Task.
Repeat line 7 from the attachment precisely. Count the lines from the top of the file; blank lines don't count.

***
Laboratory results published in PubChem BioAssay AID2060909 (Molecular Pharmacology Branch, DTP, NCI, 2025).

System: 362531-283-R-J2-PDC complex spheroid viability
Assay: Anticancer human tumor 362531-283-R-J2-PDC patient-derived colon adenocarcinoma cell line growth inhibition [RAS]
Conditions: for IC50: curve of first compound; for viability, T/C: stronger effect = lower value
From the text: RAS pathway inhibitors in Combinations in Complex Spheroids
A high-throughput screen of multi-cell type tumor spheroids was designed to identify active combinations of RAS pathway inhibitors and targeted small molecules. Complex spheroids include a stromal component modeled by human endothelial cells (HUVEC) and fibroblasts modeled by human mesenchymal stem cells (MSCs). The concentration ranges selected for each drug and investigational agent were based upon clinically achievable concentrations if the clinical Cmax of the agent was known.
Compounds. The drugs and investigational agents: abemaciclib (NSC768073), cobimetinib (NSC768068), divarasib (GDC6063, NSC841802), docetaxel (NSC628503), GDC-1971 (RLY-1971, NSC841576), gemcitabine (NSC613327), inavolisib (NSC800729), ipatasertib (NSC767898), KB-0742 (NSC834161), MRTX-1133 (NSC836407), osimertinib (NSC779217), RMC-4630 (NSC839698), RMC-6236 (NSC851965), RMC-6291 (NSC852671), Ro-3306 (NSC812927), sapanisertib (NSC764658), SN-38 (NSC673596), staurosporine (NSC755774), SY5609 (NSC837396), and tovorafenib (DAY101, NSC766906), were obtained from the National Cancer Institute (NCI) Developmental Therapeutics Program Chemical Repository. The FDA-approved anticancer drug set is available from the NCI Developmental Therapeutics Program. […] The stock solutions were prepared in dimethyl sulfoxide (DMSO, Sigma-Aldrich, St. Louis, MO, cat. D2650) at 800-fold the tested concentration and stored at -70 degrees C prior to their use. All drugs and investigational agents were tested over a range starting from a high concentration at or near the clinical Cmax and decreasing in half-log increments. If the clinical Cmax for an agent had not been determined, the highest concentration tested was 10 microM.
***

Compounds. The drugs and investigational agents: abemaciclib (NSC768073), cobimetinib (NSC768068), divarasib (GDC6063, NSC841802), docetaxel (NSC628503), GDC-1971 (RLY-1971, NSC841576), gemcitabine (NSC613327), inavolisib (NSC800729), ipatasertib (NSC767898), KB-0742 (NSC834161), MRTX-1133 (NSC836407), osimertinib (NSC779217), RMC-4630 (NSC839698), RMC-6236 (NSC851965), RMC-6291 (NSC852671), Ro-3306 (NSC812927), sapanisertib (NSC764658), SN-38 (NSC673596), staurosporine (NSC755774), SY5609 (NSC837396), and tovorafenib (DAY101, NSC766906), were obtained from the National Cancer Institute (NCI) Developmental Therapeutics Program Chemical Repository. The FDA-approved anticancer drug set is available from the NCI Developmental Therapeutics Program. […] The stock solutions were prepared in dimethyl sulfoxide (DMSO, Sigma-Aldrich, St. Louis, MO, cat. D2650) at 800-fold the tested concentration and stored at -70 degrees C prior to their use. All drugs and investigational agents were tested over a range starting from a high concentration at or near the clinical Cmax and decreasing in half-log increments. If the clinical Cmax for an agent had not been determined, the highest concentration tested was 10 microM.